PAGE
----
JOHANNESBURG – Barloworld yesterday said its board had approved the R2.8 billion broad-based black economic empowerment (BBBEE) deal with the ball now in the shareholders’ court to give it the final nod in February.
Barloworld said the deal would be done through the sale of its property portfolio with value growth over time handed to a black-controlled company (PropCo).
The deal would also see the broad-based participation of 14 000 employees and an offer to the public to buy PropCo shares.
Barloworld said it would also oversee the creation of a broad-based foundation that would hold 3 percent of its issued ordinary shares.
Chief executive Dominic Sewela said the proposed transaction would, however, remain subject to shareholder approval in February.
“The approach we took is that this should be an all-inclusive deal,” Sewela said. “The funding has already been sourced from the banks. Our view is that we will put a 10-year structure where there is a lease in place and from there we will review the deal and probably extend the lease by another five years.”
Sewela said the key condition put out by the group for the successful conclusion of the transaction was that PropCo should buy Barloworld shares.
Sewela said past BBBEE transactions had prepared the group better to structure the deal into a more successful venture. He said the group would use the proceeds from the R2.5bn sale of its Iberian equipment business earlier this year to make a “significant” investment soon.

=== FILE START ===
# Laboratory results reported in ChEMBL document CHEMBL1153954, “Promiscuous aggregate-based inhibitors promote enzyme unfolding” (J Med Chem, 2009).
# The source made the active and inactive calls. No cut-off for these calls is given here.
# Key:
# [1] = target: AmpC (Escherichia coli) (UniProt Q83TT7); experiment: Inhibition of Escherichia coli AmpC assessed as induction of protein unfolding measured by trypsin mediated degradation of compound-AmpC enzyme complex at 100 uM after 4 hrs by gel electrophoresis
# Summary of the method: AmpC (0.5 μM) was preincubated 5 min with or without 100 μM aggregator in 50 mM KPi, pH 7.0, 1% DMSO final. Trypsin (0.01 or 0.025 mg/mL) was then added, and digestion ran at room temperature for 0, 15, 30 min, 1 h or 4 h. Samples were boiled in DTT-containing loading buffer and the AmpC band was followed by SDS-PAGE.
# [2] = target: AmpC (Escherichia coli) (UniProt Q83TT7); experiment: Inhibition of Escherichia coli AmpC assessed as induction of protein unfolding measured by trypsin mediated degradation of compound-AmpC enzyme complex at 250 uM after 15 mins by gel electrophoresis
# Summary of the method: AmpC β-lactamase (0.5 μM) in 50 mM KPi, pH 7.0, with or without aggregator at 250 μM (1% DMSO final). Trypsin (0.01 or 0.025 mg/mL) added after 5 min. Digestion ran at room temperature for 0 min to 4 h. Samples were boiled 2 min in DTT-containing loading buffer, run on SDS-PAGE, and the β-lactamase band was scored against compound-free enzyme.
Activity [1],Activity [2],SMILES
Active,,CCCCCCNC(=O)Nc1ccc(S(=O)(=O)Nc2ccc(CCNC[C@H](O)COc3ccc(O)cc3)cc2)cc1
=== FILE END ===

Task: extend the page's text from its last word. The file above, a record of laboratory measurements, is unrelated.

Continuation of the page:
Sewela said Barloworld was in the process of consolidating the historic deal with Caterpillar. He said the deal would see Caterpillar bringing its heavy earth-moving equipment and power-generation machines to South Africa.
“I am well underway in my discussions with Caterpillar to be in pole position for an opportunity. "They have since come back to me to identify a specific opportunity and I am undergoing an administrative process with them. When I am in the position to start negotiations I will inform the market appropriately.”
Yesterday Barloworld reported a 2.4 percent increase in revenue for the year ended September to R63.4bn, while its operating profit improved by 7.9 percent to R4.4bn.
The company said its return on equity from continuing operations increased to 11.4 percent from 10.5 percent last year.
It has now set its eyes on unlocking further value in the government's plan to establish an infrastructure fund as part of the economic recovery plan to stimulate local demand for construction equipment.